Last week I installed Fedora Core 5 on two aging but serviceable systems: my eMachines desktop (2GHz Celeron, 768MB RAM) and a Toshiba Satellite 1805-S204 notebook (1GHz Celeron, 512MB PC100 RAM). The desktop had previously run Fedora Core 4 while the laptop had been running Ubuntu 5.10 (Breezy Badger) for a few months and Red Hat Enterprise Linux (RHEL) 4 Update 1 prior to that.
One of the claims made for Fedora Core 5 is that it was built to boot faster and run faster than the previous release. I’m very pleased to say that it’s true and the difference on my laptop is especially noticeable. Those of you who are running older, slower hardware or tend to heavily load you systems will definitely be happy with FC5. It is significantly crisper and more responsive than Ubuntu Breezy Badger and RHEL 4 as well.
I’ve never been happy with anaconda, the Red Hat installer. The new version of the graphical installation is certainly prettier but it still lacks the fine grained control of what software packages are to be installed that other distributions do offer as an option to experienced users. Also, as I quickly learned installing to my laptop, there is no “minimal” installation and, as with previous versions, no matter how much I strip down the installation anaconda will add cruft. Things that are not truly needed which I didn’t ask for do get installed. I still have to list my installed packages when I’m done and remove things. I know that corporate customers who build single purpose servers generally are unhappy about this and Red Hat may want to look at allowing a truly minimal build in the next release and/or in RHEL 5. The good news is that for the less experienced user building a typical desktop the anaconda installation is straightforward and downright easy. Hardware detection is certainly excellent and other than my printer (easily added) everything was correctly recognized and installed by anaconda.
The new Fedora offers two options for the desktop: Gnome and KDE. Gnome remains the default choice. The totally minimal twm is available as part of the X installation and you can just install that and then add other window managers or desktop environments from Fedora Extras after the initial installation. Note that anaconda will install significant parts of Gnome if you install any of the graphical system administration tools in any case, Choices in Extras are pretty limited too, but XFCE 4 and a handful of lightweight window managers are offered and will be recognized by gdm or kdm (the graphical login) session choices after they are installed.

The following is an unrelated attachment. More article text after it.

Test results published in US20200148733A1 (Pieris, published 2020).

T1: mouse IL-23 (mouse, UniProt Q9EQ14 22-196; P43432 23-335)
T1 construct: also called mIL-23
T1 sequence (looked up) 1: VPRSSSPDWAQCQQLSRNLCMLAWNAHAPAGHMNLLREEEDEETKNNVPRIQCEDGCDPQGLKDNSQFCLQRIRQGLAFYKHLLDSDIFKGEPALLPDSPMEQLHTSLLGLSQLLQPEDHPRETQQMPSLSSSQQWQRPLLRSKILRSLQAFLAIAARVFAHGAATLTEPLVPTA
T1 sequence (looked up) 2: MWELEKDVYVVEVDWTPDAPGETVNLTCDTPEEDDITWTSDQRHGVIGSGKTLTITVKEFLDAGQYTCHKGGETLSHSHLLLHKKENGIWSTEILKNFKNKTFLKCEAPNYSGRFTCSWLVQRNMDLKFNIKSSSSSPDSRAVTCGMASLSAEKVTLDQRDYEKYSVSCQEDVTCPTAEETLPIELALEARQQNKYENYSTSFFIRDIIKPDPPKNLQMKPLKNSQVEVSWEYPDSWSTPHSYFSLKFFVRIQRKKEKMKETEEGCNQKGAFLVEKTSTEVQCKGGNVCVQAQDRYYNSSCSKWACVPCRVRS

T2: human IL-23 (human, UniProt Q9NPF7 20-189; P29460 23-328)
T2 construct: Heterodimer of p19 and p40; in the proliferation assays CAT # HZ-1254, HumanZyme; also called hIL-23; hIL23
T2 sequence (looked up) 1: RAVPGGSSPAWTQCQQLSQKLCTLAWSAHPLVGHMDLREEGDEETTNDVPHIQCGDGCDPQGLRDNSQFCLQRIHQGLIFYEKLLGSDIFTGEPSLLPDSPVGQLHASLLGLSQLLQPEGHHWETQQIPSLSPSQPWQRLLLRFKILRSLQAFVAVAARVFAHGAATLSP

The main tool for managing software packages is yum. While yum is excellent Red Hat/Fedora’s graphical front ends to yum have always been weak. The often buggy and horrendously slow up2date has been replaced by pup (short for package updater) which has a much simpler, cleaner interface. However it seems to have problems with resolving dependencies, particularly when it recognizes non-Core software. I was floored, though, that it couldn’t resolve a dependency needed by evolution, a Core package. I found pup pretty but unusable. Running yum update from the command line does provide me with the tools to resolve issues pup simply cannot handle.
The new package manager, pirut, is a huge improvement. It not only recognizes Fedora Core packages, but also knows about Extras and can be easily configured to recognize third party repositories as well. For example, a simple click on a link on the home page of the popular FreshRPMs website adds the freshrpms-release-1.1-1.fc.noarch.rpm package to your system. Suddenly pirut knows about little things like DVD and mp3 support packages which Red Hat cannot include in Fedora without violating U.S. law. It’s pretty easy to add your own custom repositories as well, something I’ll cover in another article.
Several bugs in Gnome and one particularly annoying Firefox bug have been corrected in the newer versions provided by Fedora Core 5. I have found new application bugs, though, Epiphany, which was rapidly becoming my favorite web browser, doesn’t correctly handle subtopics or nested topics, something it did just fine in the release provided with Fedora Core 4. I imagine as I work with the new versions of other packages more I’ll find other bugs to report as well. Gnome continues to lack a menu editor and you still have to manually edit files to add customized software packages which don’t update the Gnome menus automatically. Gnome menu editors exist for Gnome 2.14. Fedora just doesn’t include one probably because the one I tried, gnome-menu-editor, remains somewhat broken . Even simpler window managers like WindowMaker offer that basic functionality. KDE is still, by far, the most polished and functional desktop environment. KDE also still consumes the most resources which is why I was hoping for more improvements in Gnome. The internationalization/localization support I need isn’t available in simpler window managers.
There are a huge number of updates already available to FC5. If you’re installing from a magazine or purchased DVD or set of five (yes, five!) CDs you still will want to make sure your system can be attached to a high speed connection somewhere to get your patches and bugfixes.
Overall, even with all the nits I’ve picked, I find Fedora Core 5 to be a very satisfying and much improved version of the popular distribution. Red Hat and their Fedora Project engineers have been quick to resolve bugs in the past and I am certain FC5 will improve as new updates become available. The improved performance in the new version far outweighs any bugs I’ve found in applications and this is one release I can recommend.